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The opportunity in packaging Netflix’s open-source software

Netflix has a unique take on how to present its open-source software on GitHub.

Today, Netflix released yet another component of its infrastructure as open-source software — this time the culprit was Hystrix, a library to aid in building resilient software, while just last week Netflix opened Blitz4j, a framework for scalable logging. They join a growing array of the core components of Netflix’s well-known cloud-based architecture.

The opportunity

Building software with a true cloud-based architecture, resilient to arbitrary (sometimes large) chunks of the infrastructure instantly disappearing from under the feet of the running application, is notoriously difficult. Netflix has spent years building and hosting on Amazon’s AWS cloud. The rest of the world benefits greatly from the knowledge and code shared by Netflix about how to keep a large-scale service up and running when it resembles the Biblical house built on sand.

As usual, packaging is a great opportunity — in this case, to be the vendor who provides the lowest barrier to entry to building complex cloud software. While Netflix has released its software in a collection on GitHub, what will make it truly approachable to developers and companies who are generally unfamiliar with the cloud is aggregating and integrating all those bits together into an easy-to-install, easy-to-use bundle. When I brought this up on Twitter earlier today, Jeff Sussna argued against it:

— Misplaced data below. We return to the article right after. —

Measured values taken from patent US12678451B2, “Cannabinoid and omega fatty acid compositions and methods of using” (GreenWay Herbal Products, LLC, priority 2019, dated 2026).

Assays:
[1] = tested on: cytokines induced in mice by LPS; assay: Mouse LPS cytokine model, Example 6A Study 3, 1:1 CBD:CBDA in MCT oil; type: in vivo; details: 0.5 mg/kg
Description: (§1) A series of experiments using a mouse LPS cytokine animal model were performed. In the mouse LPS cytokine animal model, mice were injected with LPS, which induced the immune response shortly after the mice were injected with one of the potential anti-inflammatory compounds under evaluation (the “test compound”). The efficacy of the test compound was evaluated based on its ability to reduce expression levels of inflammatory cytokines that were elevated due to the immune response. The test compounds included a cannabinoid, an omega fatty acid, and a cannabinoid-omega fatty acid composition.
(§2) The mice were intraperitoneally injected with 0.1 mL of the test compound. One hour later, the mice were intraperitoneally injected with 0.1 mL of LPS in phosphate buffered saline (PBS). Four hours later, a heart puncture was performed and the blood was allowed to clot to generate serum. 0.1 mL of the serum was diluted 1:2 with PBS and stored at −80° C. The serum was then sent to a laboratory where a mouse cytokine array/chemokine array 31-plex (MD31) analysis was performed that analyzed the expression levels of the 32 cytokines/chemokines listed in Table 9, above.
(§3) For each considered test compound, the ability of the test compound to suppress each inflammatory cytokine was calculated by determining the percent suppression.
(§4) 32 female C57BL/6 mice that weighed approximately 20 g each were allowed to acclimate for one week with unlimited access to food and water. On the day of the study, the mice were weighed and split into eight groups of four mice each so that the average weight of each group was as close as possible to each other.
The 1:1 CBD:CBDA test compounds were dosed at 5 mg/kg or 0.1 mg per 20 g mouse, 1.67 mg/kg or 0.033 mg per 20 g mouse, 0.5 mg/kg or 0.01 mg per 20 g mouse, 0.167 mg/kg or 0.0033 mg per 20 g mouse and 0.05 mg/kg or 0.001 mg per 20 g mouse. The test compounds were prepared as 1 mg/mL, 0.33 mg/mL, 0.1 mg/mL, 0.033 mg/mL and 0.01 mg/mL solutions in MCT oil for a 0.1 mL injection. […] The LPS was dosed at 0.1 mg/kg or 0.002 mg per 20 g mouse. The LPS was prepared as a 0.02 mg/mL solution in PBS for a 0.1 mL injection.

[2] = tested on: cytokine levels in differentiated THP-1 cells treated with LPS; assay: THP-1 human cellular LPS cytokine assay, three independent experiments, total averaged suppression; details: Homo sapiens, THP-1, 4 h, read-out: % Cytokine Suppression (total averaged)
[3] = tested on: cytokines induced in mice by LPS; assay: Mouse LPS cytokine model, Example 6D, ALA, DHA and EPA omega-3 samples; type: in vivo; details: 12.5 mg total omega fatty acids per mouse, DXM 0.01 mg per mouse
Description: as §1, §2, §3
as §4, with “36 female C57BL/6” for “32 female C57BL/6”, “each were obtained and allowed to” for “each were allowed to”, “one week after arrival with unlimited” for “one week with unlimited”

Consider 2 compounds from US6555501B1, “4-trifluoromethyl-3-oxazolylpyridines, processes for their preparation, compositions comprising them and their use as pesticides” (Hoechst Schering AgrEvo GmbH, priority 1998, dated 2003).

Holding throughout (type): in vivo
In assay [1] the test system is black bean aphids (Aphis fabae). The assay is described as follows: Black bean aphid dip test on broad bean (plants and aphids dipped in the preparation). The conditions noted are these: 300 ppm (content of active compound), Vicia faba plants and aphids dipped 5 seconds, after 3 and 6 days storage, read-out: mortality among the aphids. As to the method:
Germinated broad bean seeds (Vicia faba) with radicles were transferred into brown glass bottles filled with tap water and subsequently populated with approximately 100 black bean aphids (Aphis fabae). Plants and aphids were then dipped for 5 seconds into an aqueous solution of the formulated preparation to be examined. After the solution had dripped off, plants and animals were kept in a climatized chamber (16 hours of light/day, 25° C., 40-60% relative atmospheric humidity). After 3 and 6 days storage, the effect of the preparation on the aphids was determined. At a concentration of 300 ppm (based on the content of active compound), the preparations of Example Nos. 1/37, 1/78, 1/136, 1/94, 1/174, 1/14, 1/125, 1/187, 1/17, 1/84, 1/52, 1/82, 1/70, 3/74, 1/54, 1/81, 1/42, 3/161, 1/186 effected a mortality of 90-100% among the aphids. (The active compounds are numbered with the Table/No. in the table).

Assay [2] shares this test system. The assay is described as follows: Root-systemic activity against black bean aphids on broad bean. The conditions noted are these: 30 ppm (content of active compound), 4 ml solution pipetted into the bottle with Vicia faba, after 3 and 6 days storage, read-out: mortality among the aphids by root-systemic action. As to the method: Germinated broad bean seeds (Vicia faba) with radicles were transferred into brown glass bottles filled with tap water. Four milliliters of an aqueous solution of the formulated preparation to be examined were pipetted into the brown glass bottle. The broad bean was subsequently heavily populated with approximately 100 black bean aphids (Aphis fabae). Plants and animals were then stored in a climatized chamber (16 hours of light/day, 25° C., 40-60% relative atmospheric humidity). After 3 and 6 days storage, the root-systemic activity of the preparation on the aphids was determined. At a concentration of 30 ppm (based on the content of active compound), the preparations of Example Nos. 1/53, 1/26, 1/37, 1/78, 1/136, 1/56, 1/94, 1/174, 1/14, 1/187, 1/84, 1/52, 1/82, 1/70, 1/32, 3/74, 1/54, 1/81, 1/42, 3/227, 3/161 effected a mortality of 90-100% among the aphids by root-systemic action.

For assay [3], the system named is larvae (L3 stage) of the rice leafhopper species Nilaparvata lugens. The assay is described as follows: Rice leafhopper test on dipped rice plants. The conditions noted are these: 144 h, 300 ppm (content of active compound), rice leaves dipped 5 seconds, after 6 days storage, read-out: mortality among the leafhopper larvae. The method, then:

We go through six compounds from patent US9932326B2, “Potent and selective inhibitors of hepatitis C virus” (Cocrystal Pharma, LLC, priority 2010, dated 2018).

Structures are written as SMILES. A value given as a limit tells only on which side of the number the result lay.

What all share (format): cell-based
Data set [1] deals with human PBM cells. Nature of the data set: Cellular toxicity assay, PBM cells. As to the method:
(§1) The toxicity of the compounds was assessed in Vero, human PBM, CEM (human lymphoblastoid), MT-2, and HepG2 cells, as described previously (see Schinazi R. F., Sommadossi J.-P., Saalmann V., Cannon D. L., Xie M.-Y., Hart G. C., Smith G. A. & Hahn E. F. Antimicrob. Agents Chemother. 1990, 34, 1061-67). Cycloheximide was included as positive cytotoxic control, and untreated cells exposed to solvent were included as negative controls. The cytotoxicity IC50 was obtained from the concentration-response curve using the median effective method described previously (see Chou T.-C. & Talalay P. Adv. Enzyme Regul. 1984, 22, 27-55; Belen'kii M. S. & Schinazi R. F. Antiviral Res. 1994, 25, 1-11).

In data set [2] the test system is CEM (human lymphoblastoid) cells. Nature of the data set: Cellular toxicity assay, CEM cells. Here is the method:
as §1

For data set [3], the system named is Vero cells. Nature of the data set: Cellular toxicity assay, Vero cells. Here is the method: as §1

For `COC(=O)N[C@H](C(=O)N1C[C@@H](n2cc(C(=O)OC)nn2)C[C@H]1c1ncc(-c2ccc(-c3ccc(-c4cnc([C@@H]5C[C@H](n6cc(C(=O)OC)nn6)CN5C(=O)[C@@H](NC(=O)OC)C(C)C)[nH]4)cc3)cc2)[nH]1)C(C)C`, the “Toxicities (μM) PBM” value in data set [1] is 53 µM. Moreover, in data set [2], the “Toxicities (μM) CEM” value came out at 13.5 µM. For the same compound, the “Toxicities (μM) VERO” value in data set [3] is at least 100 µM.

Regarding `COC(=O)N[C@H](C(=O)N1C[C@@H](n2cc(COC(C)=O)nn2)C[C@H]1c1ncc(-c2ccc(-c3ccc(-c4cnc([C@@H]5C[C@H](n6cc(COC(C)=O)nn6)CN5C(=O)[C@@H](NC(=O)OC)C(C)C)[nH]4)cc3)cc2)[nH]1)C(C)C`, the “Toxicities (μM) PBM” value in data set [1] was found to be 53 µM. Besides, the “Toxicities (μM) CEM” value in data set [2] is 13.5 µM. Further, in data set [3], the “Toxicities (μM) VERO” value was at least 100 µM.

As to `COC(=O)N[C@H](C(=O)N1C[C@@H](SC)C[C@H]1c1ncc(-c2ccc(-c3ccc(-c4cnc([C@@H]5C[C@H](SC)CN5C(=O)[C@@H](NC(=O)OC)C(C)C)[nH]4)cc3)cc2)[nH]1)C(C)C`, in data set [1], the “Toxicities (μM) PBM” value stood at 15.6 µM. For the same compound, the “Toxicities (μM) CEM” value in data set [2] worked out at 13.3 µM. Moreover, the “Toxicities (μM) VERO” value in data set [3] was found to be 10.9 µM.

Their focus is on large complex apps so not sure it’s for the “idiot-proof” market.

I would suggest that the reason this kind of thing hasn’t been for the beginning user, or the smaller application is not because it shouldn’t but instead because it’s too difficult and not worth the tradeoff. If it were relatively easy to have a redundant architecture where you could essentially drop in your app, people would do it far more often. Think convention over configuration [writeup/video].


Categories: cloud, devops, open-source, packaging.